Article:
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  • Riley Steinbach

Creating a Growth Mindset in the Workplace

Updated: May 31

In today’s fast-paced and every changing workplace, it can be difficult for employees to be willing to constantly rise to the challenge of improving their skills and being engaged at work. This is why encouraging a growth mindset needs to start being prioritized by managers and the organization at large.


People with a growth mindset are individuals that believe that their success depends on time and effort. In other words, skills don't magically appear overnight. A growth mindset can increase employee engagement and inspire employees to own their performance as they constantly seek to improve their skills. In this article, we discuss the importance of a growth mindset and how your organization can encourage your workplace to adopt a growth mindset.


growth-mindset

Growth mindset vs. fixed mindset

Many people believe that they are born with traits, talents, and qualities that are “fixed”, and that no course of training or adaptability can change those traits. This frame of thought is not ideal in any setting, let alone the workplace. It leaves individuals feeling ‘stuck’ in the same place with little motivation to improve their skills or advance in their careers. Overall, an individual with a fixed mindset may not be committed to evolve and improve, as they are under the impression they can do little to change what they have. On the other hand, individuals with growth mindsets are continuously open to setting new goals, trying new tactics, and improving their skills. As a result, these individuals are engaged in their work. All organizations should be fostering a growth mindset in their organization from the get-go. It is good for employees and it’s good for business.


How to develop a growth mindset

1) Set individual developmental goals

Employees have been trained to reach a certain number of sales, to sell a certain amount of a product, or to finish a project in a certain amount of time. While these goals are certainly important in organizations, employees (with the help of their managers) need to be setting additional professional goals, such as developing or honing a certain skill. These goals are not focused on final number, but instead they are focused on individual growth.


These individual developmental goals are incredibly important in the workplace. For one, it helps individuals grow their skill set. This is becoming more important, particularly to the younger generations in the workplace. In fact, the number one priority for Generation Z as they look for a job is growth opportunities, and 76 percent see learning as the key to their advancement. These types of individual developmental goals may not be the typical goals a manager brings up in performance reviews, but managers should certainly start to! It can show direct reports that their manager (and the organization overall) is serious about their development and success overall.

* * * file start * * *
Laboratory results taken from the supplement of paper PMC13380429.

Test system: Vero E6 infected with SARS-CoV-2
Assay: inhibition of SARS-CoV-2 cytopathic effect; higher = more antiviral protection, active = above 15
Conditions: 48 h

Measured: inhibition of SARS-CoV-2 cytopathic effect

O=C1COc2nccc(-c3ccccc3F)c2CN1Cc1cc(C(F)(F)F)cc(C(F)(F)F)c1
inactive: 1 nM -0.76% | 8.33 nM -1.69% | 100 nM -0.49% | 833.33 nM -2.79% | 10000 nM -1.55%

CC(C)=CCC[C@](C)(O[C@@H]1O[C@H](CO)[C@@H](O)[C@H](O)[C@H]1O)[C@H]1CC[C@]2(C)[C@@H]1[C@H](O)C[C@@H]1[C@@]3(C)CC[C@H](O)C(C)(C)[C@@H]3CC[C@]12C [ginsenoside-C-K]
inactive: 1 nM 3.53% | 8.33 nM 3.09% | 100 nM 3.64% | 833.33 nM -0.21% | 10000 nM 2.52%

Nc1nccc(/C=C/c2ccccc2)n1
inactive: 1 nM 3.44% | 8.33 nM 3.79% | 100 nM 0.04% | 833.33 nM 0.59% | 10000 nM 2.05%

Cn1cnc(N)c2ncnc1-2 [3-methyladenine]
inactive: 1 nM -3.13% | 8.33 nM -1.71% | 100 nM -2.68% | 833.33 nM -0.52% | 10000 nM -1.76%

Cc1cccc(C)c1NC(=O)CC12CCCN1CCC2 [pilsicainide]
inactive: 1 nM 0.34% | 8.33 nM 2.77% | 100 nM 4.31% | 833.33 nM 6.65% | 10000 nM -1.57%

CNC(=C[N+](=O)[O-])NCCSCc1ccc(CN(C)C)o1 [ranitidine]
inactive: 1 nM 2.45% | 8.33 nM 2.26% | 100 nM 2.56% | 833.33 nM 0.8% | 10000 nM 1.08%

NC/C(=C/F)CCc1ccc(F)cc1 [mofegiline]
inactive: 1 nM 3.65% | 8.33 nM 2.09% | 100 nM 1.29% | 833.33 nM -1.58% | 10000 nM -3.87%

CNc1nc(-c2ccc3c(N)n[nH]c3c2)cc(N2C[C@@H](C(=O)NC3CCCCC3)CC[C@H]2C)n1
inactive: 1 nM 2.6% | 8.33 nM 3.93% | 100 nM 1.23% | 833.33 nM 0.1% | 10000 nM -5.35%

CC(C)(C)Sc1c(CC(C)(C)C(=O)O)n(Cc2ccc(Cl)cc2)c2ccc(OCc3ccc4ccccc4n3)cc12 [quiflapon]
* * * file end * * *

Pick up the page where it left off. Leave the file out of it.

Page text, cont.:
2) Continuously ask for feedback

Employees may think they are doing a good job, but unless they are continuously receiving and asking for feedback, they may have little idea about their performance. Receiving feedback is the best way to know where one’s performance stands, and it helps improve overall performance. In a growth mind set, an individual is sharing and requesting feedback often. Actively listening to the feedback and developing a tactical plan to improve is also important. We also recommend documenting the feedback and goals so both managers and employees have access to them.


3) Embrace failures as a learning experience

Being able to look at the situation, analyze what went wrong and what needs to be done differently in the next similar experience, and making a plan to ensure mistakes will not happen again are important steps to cultivate a growth mindset. Once failure is seen as an opportunity to improve, employees won’t be as afraid of failure. It can also help employees gain more confidence in their own abilities and skills. Managers need to be aware that there will be times where employees will not meet expectations, and they must recognize that and come up with solutions to these failures. This helps build trust in the workplace.


Conclusion

There is always room for improvement in the workplace. It is up to managers and leaders of the company to continuously encourage their employees to push their boundaries and learn new skills. Fixed mindsets in the workplace are no longer meeting expectations if companies want to be successful. Growth mindsets are being embraced by top organizations and it is up to employees but also organizations to establish this mindset.

How is your company encouraging your employees to have a growth mindset? Let us know!


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